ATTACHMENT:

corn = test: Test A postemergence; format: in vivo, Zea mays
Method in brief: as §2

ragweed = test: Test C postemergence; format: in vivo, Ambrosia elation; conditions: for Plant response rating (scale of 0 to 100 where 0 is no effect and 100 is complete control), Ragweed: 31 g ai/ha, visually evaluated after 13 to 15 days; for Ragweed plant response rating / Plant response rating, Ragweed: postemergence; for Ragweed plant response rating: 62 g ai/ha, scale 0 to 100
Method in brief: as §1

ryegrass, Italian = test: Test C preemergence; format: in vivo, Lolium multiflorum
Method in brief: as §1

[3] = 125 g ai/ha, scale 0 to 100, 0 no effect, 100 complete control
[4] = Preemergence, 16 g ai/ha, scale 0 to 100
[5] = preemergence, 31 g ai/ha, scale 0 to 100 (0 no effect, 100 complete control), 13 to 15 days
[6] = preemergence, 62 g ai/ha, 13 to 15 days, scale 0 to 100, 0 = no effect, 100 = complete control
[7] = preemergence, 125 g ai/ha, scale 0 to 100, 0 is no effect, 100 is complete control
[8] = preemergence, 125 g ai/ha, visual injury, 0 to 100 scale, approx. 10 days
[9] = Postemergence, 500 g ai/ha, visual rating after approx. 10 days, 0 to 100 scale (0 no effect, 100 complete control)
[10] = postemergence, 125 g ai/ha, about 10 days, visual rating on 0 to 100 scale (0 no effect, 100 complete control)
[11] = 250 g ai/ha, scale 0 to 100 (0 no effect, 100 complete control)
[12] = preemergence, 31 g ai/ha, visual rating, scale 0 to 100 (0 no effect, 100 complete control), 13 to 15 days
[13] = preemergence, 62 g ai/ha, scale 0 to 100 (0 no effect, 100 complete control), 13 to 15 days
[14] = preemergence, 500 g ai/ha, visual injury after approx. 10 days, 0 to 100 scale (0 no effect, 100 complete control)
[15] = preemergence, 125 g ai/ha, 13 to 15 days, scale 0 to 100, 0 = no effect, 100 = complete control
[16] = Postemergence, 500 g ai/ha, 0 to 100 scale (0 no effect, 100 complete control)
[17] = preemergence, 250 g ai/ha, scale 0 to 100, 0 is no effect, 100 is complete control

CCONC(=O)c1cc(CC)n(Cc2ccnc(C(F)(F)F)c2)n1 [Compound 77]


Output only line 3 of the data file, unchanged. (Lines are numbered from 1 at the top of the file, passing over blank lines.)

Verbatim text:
ragweed = test: Test C postemergence; format: in vivo, Ambrosia elation; conditions: for Plant response rating (scale of 0 to 100 where 0 is no effect and 100 is complete control), Ragweed: 31 g ai/ha, visually evaluated after 13 to 15 days; for Ragweed plant response rating / Plant response rating, Ragweed: postemergence; for Ragweed plant response rating: 62 g ai/ha, scale 0 to 100